Ramping up for supply chain growth - what has 2023 brought us so far?
How have the first 6 months of the year played out for the supply chain market? Record-high global energy demand has proved a boon for the oilfield supply chain so far this year, leading to rising demand for goods and services. A tight market for oilfield and offshore services as well as high demand for metals and materials has helped suppliers expand margins and further control their cost base.
Read our special insight from Audun Martinsen, Head of Supply Chain Research at Rystad Energy.
Global upstream oil and gas expenditure is expected to reach around $570 billion this year, driving growth in all segments of supply chain.
Upstream oil and gas investments are on track to grow $140 billion on 2022 levels as buyers hunt for readily accessible energy. This upsurge is just the first wave of investments aimed at securing reliable, affordable and sustainable energy by countries across the globe. The energy transition and its focus on low-carbon power will further bolster energy developments, prompting supply chains in national and regional markets to expand to meet rising demand.
At the start of 2022, Rystad Energy expected global upstream investments to clock in at $470 billion by the end of the year and to remain at a similar level through 2023. However, Russia’s invasion of Ukraine in late February 2022 upended global energy markets, sparking sanctions against Russian energy exports, sending energy prices and inflation skyrocketing, and creating turmoil in commodity markets and supply chains. We now expect global upstream oil and gas expenditure this year to reach around $570 billion, some $100 billion higher than forecast 16 months ago.
North America and Middle East will boost growth for oilfield services
Most growth in oilfield services will be in North America’s onshore market and in the Middle East. The value of oilfield services and their utilization in these two markets is reaching record levels and is expected to stay tight for the foreseeable future. As such, Rystad Energy has further bolstered our research to track these markets wider and deeper. We have expanded our product suite by adding an Artificial Lift module to our North America Oilfield Service product. Clients can now explore trends within various lift methods in core shale patches and identify how operators and suppliers are targeting this market. In addition, we have revamped our drilling and completions coverage by expanding our data dashboard and adding more content. In the coming months, we will provide Middle East OFS insights on a regular basis so that users can understand the rapidly growing developments in the Persian Gulf where sub-surface activity is projected to grow by 50% in the next few years.
Offshore growth will be driven by Latin America, the Middle East and the North Sea
Globally, the offshore market is experiencing an abundance of awards with even more activity expected in 2024, driven by Latin America, the Middle East and the North Sea where more vessels, rigs, construction, and subsea infrastructure is required. Offshore wind is making up an increasingly larger share of total offshore investments and, together with carbon capture, utilization and storage (CCUS), will make up almost half of all offshore investments by 2030. Due to the significant overlap in procurement within the offshore oil & gas and wind space, we have expanded our offshore products so that all now include offshore wind demand. For instance, we have expanded our Offshore Wind and Vessel Solutions, providing day-to-day monitoring of offshore vessels, with projected demand and supply, so that clients can understand some of dual opportunities in this space.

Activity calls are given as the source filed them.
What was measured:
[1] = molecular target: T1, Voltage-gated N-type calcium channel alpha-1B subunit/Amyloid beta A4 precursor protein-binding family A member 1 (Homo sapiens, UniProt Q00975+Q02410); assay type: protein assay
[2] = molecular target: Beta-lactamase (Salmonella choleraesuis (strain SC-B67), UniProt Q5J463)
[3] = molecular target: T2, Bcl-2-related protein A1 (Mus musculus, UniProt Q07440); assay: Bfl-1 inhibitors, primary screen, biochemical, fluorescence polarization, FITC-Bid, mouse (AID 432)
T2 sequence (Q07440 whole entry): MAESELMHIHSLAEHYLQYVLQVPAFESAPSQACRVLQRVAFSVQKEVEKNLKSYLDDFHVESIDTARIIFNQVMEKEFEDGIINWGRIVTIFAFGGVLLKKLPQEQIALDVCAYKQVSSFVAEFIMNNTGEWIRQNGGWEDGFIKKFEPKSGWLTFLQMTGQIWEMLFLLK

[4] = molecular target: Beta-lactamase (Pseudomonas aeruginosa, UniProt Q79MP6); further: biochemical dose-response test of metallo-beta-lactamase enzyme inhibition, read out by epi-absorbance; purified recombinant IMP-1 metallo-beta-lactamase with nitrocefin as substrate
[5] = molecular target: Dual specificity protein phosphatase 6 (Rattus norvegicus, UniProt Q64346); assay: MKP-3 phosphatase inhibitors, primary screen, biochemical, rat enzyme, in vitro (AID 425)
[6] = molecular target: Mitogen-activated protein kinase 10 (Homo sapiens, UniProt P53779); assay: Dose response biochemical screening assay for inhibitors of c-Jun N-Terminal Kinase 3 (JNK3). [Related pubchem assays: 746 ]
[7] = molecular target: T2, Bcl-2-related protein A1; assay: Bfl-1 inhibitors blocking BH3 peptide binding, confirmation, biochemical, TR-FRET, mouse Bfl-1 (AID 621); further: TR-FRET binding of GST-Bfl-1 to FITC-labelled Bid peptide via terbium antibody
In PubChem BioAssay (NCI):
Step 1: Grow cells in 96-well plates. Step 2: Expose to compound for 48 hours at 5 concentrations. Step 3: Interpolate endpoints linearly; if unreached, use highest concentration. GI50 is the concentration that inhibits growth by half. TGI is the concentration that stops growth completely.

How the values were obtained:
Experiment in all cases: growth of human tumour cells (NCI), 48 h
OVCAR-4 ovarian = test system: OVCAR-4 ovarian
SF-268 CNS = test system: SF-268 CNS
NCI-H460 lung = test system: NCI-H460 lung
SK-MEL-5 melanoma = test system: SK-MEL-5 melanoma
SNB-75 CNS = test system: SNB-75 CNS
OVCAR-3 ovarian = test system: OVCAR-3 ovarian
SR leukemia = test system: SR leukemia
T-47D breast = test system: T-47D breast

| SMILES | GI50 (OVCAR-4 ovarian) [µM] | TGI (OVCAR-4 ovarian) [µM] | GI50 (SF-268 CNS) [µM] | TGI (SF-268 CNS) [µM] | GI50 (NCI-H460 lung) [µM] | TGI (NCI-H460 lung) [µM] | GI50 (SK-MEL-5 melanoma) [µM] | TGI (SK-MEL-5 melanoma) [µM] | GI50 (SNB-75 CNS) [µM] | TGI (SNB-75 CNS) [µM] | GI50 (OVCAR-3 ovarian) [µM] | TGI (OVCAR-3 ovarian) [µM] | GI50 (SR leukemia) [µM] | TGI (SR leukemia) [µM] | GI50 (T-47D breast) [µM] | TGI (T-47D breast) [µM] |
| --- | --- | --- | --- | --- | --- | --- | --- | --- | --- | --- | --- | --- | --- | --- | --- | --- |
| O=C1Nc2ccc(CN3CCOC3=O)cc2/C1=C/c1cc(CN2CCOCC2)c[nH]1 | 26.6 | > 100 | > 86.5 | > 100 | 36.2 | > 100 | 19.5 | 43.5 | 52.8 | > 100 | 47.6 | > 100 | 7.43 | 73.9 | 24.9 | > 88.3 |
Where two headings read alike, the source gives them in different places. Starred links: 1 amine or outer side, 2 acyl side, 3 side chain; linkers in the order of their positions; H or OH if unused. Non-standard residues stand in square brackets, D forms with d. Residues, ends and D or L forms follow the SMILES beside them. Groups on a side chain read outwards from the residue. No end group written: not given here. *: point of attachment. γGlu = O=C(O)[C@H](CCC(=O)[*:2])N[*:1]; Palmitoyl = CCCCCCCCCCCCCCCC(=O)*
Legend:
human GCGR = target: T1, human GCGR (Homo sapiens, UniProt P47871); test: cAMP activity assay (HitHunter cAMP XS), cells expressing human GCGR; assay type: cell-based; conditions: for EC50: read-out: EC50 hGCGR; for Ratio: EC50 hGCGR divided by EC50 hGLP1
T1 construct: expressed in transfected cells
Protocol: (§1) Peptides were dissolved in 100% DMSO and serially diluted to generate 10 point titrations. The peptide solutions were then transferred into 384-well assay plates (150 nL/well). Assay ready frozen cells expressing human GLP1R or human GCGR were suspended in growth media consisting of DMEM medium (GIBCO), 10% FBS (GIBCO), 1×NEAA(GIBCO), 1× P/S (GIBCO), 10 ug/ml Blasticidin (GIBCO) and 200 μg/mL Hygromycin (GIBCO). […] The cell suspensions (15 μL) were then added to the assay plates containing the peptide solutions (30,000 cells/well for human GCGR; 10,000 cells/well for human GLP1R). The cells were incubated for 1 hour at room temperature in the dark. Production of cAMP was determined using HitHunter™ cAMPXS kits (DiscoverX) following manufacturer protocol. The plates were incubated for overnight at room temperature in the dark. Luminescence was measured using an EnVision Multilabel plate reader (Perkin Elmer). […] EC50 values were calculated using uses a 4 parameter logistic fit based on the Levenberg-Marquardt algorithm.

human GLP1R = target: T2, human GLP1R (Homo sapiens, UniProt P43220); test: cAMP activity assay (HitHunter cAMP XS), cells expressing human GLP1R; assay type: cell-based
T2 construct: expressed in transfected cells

Supply chain resilience at the core of low-carbon energy security
The US Inflation Reduction Act and the European Union’s recently announced Critical Raw Materials Act will strengthen growth in investments in renewable energy and clean tech sectors. Solar, wind, carbon capture, hydrogen, and batteries are all markets that will benefit from supportive policies to accelerate low-carbon deployment and the creation of local supply chains.
Control of the supply chain is at the center of low-carbon energy security. Ensuring a strong, local, partly self-sufficient supply chain within materials and manufactured goods is a critical element in the energy transition. Solar PV equipment and batteries, for instance, rely heavily on relatively few countries that control mining and processing of raw materials such as polysilicon and lithium.
Rystad Energy expects these low carbon markets to grow faster than oil & gas going forward, putting a significant strain on the value chain for materials and metals. In addition, high demand from these sectors for steel, copper, lithium, polysilicon, silver and other materials will change global material flows. Rystad Energy’s established supply chain offering provides a full overview of low carbon technologies, including mapping out demand for all materials. The latest addition to this is our Steel Solution which allows clients to assess steel demand across all energy sectors, the type of steel products needed and capacity. By projecting prices, it also gives a unique insight into a market that sits at the epicenter of the energy transition.
Insights that will help you navigate the future of energy
With the decarbonization of the global energy system and the refocus on energy security, we will see increased emphasis on the creation of reliable and flexible supply chains. Rystad Energy is proud to offer a bottom-up consistent dataset on the supply chain that allows our users to understand the way in which each service segments overlaps and the unique role it plays in each aspect of the global energy sector.